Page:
“Co-building” approach to curriculum development benefits everyone

2019-02-17T15:03:56+00:00February 15, 2019|Tags: , , |

Patient-oriented research is a collaborative activity that brings together people with different experiences and expertise. According to a new study, applying the same spirit of “co-building” to the creation of training materials for patient-oriented research increases the quality, uptake, and credibility of such resources.

The study focused on the development of Foundations in Patient-Oriented Research, a course designed and piloted in Canada to help patients, researchers, health care professionals and health system decision-makers gain a basic understanding of patient-oriented research, the research enterprise, and how to work in a team.

The course curriculum was co-developed by a diverse group, including patients, researchers, health care professionals, and health system decision-makers. According to the study findings, this co-development process not only resulted in training that benefited the intended audience, but it provided valuable learning experiences about patient-oriented research for the project leaders, developers, facilitators and patient co-facilitators. These findings and the resulting recommendations may provide guidance for other learning and development groups wishing to undertake a similar project.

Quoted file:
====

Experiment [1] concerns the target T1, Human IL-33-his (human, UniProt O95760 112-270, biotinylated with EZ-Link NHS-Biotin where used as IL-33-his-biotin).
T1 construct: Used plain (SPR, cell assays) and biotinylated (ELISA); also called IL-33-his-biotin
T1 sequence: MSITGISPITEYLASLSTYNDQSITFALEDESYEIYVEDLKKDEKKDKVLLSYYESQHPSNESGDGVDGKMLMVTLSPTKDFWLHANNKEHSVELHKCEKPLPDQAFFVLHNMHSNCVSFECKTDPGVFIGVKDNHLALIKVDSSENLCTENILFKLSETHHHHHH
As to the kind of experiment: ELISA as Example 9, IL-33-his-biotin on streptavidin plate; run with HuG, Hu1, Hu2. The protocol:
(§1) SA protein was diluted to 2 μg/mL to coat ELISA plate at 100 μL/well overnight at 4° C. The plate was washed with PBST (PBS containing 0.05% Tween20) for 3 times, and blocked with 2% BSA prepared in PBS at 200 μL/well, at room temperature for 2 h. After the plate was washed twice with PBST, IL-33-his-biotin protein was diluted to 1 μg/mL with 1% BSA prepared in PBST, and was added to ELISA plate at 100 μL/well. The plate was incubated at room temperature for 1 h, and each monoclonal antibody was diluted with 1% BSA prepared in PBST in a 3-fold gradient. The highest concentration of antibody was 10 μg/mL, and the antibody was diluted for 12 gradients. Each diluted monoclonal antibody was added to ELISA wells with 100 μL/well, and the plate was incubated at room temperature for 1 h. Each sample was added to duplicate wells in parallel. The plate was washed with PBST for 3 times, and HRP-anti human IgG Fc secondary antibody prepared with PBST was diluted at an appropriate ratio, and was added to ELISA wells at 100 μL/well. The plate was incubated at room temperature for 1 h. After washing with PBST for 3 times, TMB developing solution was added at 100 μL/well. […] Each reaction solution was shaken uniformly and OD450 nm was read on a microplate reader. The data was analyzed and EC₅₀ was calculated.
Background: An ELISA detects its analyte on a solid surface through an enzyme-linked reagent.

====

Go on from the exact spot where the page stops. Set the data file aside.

Leah Getchell (Can-SOLVE CKD Patient Partnerships & Training Lead,)and Dr. Nicolas Fernandez (Co-Chair of the Can-SOLVE CKD Training & Mentorship Committee) are co-authors of the study.

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